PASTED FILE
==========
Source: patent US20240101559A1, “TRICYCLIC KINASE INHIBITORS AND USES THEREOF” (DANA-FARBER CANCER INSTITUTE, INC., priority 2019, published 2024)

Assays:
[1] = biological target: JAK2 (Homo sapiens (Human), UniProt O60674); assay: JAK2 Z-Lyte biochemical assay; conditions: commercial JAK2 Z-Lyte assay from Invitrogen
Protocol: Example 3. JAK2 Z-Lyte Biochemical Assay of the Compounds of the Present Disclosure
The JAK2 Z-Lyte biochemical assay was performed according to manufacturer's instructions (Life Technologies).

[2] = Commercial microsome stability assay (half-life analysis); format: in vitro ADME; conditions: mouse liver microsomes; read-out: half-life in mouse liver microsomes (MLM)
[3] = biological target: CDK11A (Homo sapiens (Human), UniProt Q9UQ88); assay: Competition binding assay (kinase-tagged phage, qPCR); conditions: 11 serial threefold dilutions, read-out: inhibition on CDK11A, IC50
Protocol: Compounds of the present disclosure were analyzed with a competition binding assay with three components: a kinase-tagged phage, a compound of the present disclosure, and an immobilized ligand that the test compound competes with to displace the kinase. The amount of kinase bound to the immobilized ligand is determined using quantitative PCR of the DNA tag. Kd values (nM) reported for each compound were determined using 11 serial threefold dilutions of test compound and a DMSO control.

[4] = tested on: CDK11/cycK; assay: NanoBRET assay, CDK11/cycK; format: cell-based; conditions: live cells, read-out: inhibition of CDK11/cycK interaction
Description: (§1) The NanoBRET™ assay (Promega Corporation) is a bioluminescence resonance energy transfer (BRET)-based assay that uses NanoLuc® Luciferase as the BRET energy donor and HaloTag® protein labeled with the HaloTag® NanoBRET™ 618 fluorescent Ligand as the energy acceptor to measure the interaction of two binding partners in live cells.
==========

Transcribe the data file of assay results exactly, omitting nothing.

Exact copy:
Source: patent US20240101559A1, “TRICYCLIC KINASE INHIBITORS AND USES THEREOF” (DANA-FARBER CANCER INSTITUTE, INC., priority 2019, published 2024)

Assays:
[1] = biological target: JAK2 (Homo sapiens (Human), UniProt O60674); assay: JAK2 Z-Lyte biochemical assay; conditions: commercial JAK2 Z-Lyte assay from Invitrogen
Protocol: Example 3. JAK2 Z-Lyte Biochemical Assay of the Compounds of the Present Disclosure
The JAK2 Z-Lyte biochemical assay was performed according to manufacturer's instructions (Life Technologies).

[2] = Commercial microsome stability assay (half-life analysis); format: in vitro ADME; conditions: mouse liver microsomes; read-out: half-life in mouse liver microsomes (MLM)
[3] = biological target: CDK11A (Homo sapiens (Human), UniProt Q9UQ88); assay: Competition binding assay (kinase-tagged phage, qPCR); conditions: 11 serial threefold dilutions, read-out: inhibition on CDK11A, IC50
Protocol: Compounds of the present disclosure were analyzed with a competition binding assay with three components: a kinase-tagged phage, a compound of the present disclosure, and an immobilized ligand that the test compound competes with to displace the kinase. The amount of kinase bound to the immobilized ligand is determined using quantitative PCR of the DNA tag. Kd values (nM) reported for each compound were determined using 11 serial threefold dilutions of test compound and a DMSO control.

[4] = tested on: CDK11/cycK; assay: NanoBRET assay, CDK11/cycK; format: cell-based; conditions: live cells, read-out: inhibition of CDK11/cycK interaction
Description: (§1) The NanoBRET™ assay (Promega Corporation) is a bioluminescence resonance energy transfer (BRET)-based assay that uses NanoLuc® Luciferase as the BRET energy donor and HaloTag® protein labeled with the HaloTag® NanoBRET™ 618 fluorescent Ligand as the energy acceptor to measure the interaction of two binding partners in live cells.